US7442439Dec 28, 2005Oct 28, 2008Kimberly-Clark Worldwide, Inc.capable of generating heat upon activation; wet wipes; core composition comprising a matrix material, such as mineral oil, and a heating agent, such as magnesium chloride
US7497351May 30, 2006Mar 3, 2009Kimberly-Clark Worldwide, Inc.Wet wipe dispensing system
US7517582May 10, 2007Apr 14, 2009Kimberly-Clark Worldwide, Inc.warming sensation on the skin when the wet wipe is used; contact sodium acetate, sodium sulfate, sodium sulfate activator in aqueous sugar solution, release heat to cause a warming sensation on the skin; personal care products
US7597954Dec 14, 2006Oct 6, 2009Kimberly-Clark Worldwide, Inc.warming sensation on the skin when the wet wipe is used; contact sodium acetate, sodium sulfate, sodium sulfate activator in aqueous sugar solution, release heat to cause a warming sensation on the skin; personal care products
US7654412May 30, 2006Feb 2, 2010Kimberly-Clark Worldwide, Inc.Wet wipe dispensing system for dispensing warm wet wipes
US7850041Nov 7, 2008Dec 14, 2010John David AmundsonWet wipes dispensing system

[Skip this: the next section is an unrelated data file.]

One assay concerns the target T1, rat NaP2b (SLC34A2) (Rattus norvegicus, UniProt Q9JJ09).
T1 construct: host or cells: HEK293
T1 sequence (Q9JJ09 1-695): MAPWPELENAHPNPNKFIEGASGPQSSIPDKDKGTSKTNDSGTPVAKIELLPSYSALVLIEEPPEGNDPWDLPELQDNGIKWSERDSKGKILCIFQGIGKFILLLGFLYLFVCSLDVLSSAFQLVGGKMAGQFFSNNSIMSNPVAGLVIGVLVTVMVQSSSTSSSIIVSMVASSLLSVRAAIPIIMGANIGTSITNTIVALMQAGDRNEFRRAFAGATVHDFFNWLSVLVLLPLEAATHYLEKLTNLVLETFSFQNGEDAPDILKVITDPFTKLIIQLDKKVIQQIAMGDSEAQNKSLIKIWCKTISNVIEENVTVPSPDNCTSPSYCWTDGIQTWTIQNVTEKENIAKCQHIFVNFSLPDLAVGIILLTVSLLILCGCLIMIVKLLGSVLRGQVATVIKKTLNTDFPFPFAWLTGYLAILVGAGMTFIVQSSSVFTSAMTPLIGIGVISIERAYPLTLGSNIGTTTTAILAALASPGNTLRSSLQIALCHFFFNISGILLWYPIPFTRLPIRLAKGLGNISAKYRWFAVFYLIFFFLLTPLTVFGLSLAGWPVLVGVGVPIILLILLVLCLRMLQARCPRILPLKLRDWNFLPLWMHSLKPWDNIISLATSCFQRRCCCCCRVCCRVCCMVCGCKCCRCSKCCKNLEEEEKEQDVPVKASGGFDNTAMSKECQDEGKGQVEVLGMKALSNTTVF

US7914891Dec 28, 2005Mar 29, 2011Kimberly-Clark Worldwide, Inc.Wipes including microencapsulated delivery vehicles and phase change materials
US7924142Jun 30, 2008Apr 12, 2011Kimberly-Clark Worldwide, Inc.Patterned self-warming wipe substrates
US8192841Dec 14, 2006Jun 5, 2012Kimberly-Clark Worldwide, Inc.Personal care products for the skin comprising an encapsulation layer surrounding an aqueous core composition of an encapsulating activator, a matrix, and an active agent where the microencapsule has a diameter of 5-5000 micrometers; stability; moisturizers, conditioners, cleaning compounds, wipes
EP1334242A1 *Nov 1, 2001Aug 13, 2003Jeyes Group LimitedLiquid delivery device
WO2000035327A1Dec 14, 1999Jun 22, 2000Kimberly Clark CoWet or dry web dispenser
Classifications
U.S. Classification312/34.9, 118/257, 118/221
International ClassificationA47K10/24, A47K10/26
Cooperative ClassificationA47K10/26
European ClassificationA47K10/26